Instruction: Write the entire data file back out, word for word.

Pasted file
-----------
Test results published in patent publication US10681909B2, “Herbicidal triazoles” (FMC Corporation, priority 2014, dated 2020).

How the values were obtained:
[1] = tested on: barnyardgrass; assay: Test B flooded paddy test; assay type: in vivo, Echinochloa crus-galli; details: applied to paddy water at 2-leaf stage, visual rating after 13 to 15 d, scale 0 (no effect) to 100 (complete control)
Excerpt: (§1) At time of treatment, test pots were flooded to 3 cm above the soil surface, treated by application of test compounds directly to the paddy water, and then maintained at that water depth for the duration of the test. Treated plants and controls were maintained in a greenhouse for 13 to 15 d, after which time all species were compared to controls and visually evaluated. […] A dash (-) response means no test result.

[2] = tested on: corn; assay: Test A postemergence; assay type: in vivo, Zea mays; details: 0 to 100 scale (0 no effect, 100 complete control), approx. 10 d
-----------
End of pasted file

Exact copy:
Test results published in patent publication US10681909B2, “Herbicidal triazoles” (FMC Corporation, priority 2014, dated 2020).

How the values were obtained:
[1] = tested on: barnyardgrass; assay: Test B flooded paddy test; assay type: in vivo, Echinochloa crus-galli; details: applied to paddy water at 2-leaf stage, visual rating after 13 to 15 d, scale 0 (no effect) to 100 (complete control)
Excerpt: (§1) At time of treatment, test pots were flooded to 3 cm above the soil surface, treated by application of test compounds directly to the paddy water, and then maintained at that water depth for the duration of the test. Treated plants and controls were maintained in a greenhouse for 13 to 15 d, after which time all species were compared to controls and visually evaluated. […] A dash (-) response means no test result.

[2] = tested on: corn; assay: Test A postemergence; assay type: in vivo, Zea mays; details: 0 to 100 scale (0 no effect, 100 complete control), approx. 10 d